Kansas State Flag History

Oct 1st, 2016

Kansas became the 34th state to join the Union on January 23, 1861. It did not adopt its first official state flag until 1927. That flag had a dark blue field and featured the state seal in the center, the state crest above the seal.




The Daughters of the American Revolution held a flag design contest in 1916. The winner of the contest was Esther Northrup. The flag featured three stripes of red, white and blue on the field, and a dark blue canton containing the state seal with a gold sunflower in the upper left corner. In 1917, the legislature refused to adopt her design for the official state flag.


Although the state did not adopt an official flag at that time, it did adopt a state banner in 1925. It was designed by Hazel Avery and used for the first time in a Lincoln, Kansas, Fourth of July parade. The banner was hung from a horizontal bar rather than mounted on a pole. Many organizations and citizens were unhappy with the legislature’s decision to adopt a banner rather than a flag.


Kansas Banner

Photo courtesy of Kansas Historical Society


Washington, D.C. refused to display the banner along with other state flags. As a result of that refusal and of continuing conflict over adopting a banner instead of a flag, an official state flag was adopted was finally adopted in 1927. It was reported to have flown for the first time at Fort Riley for the troops at the fort and for the Kansas National Guard.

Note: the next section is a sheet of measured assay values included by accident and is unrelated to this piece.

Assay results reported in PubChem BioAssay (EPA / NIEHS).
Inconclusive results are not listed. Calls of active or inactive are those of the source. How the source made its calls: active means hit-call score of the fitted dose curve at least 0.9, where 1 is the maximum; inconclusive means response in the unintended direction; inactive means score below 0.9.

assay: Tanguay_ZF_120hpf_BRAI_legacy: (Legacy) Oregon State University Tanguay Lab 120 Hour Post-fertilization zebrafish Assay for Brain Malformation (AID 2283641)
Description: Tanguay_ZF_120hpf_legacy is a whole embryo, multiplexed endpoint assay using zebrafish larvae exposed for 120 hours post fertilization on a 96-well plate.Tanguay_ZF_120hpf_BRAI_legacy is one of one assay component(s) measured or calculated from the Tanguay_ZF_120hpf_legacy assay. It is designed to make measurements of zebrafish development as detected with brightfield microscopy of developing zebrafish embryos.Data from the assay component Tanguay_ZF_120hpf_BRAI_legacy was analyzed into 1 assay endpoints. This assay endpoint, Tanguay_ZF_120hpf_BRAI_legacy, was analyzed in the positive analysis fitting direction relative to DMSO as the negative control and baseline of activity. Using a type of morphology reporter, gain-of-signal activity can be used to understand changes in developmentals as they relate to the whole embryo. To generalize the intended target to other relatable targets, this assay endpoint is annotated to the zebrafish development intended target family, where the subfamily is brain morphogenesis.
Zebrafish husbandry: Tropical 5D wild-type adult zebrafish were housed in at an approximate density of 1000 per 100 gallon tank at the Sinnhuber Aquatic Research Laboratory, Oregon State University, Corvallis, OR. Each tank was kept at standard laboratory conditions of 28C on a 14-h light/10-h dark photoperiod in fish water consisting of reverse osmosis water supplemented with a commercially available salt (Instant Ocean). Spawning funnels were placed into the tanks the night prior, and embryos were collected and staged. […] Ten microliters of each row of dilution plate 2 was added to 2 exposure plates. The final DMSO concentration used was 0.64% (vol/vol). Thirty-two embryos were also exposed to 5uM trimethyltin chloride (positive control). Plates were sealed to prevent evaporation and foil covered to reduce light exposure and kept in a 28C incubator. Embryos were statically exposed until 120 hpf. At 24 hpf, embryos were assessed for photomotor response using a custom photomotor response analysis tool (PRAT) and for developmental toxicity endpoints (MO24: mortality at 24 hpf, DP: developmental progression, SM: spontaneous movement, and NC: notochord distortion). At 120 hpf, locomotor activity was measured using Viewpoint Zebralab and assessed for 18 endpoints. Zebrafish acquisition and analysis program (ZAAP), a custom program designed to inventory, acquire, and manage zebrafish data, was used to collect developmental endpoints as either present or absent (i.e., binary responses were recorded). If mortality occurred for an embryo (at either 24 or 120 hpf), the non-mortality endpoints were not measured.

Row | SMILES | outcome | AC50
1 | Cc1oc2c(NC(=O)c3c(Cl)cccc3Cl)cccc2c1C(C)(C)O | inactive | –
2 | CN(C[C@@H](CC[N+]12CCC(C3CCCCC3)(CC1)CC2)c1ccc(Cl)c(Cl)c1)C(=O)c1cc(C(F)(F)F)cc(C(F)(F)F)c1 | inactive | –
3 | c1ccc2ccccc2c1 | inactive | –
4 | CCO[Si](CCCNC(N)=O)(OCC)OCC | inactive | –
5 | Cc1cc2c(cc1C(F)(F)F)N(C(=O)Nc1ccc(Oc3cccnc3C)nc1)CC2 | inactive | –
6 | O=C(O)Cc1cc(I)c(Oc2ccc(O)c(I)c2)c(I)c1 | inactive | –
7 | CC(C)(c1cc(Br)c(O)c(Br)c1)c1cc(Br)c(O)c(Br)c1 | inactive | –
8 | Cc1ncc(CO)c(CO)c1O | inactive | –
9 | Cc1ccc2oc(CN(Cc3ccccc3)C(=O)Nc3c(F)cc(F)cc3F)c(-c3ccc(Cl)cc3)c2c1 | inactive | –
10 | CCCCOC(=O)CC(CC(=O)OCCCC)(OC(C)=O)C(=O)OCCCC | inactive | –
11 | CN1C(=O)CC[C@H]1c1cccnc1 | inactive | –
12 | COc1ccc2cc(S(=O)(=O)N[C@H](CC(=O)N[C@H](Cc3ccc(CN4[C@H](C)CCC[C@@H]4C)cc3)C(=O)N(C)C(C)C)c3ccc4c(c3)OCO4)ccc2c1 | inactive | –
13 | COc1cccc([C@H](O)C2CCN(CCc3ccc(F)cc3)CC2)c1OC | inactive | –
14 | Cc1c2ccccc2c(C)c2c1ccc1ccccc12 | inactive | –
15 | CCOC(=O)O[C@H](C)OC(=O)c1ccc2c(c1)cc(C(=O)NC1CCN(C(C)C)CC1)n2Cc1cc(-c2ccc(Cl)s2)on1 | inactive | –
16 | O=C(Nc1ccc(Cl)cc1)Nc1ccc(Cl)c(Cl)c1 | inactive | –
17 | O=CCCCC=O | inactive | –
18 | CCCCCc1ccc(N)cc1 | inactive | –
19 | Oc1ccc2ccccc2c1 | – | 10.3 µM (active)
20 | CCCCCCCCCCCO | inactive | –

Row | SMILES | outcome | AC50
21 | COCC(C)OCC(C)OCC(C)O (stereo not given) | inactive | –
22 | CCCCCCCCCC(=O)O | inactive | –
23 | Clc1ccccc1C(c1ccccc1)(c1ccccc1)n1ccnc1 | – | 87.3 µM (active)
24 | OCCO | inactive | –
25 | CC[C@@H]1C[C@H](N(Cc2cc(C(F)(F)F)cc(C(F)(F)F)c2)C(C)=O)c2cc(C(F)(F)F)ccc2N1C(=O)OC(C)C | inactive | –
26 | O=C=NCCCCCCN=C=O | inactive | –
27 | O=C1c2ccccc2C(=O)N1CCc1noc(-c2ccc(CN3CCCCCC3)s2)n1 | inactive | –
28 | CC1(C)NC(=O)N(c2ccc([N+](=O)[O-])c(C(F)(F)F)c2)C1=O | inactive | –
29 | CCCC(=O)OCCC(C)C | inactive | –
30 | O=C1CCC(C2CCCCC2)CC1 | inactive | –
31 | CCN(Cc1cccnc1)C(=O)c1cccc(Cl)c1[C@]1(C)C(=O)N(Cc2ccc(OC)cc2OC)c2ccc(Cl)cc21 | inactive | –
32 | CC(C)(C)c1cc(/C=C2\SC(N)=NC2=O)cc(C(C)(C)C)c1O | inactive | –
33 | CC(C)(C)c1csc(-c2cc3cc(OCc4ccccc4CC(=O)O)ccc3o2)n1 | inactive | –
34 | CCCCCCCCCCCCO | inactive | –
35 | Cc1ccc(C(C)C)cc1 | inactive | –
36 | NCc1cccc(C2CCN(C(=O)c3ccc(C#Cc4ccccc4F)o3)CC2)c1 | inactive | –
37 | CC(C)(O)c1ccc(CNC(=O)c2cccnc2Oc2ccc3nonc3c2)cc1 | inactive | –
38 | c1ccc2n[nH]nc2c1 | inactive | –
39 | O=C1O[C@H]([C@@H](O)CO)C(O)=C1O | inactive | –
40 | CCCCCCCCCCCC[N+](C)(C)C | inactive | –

The state flag law was amended in 1961 by adding the state name at the bottom of the flag. Other than that change, the Kansas state flag has remained the same design as it was when it was first adopted in 1927.


Kansas 1927


The North American Vexillological Association conducted a survey of 72 flags in 2001. Flags from Canadian provinces and U.S. states and territories were rated on the quality of the design. The Kansas state flag ranked 69; the third worst design among the 72 rated.


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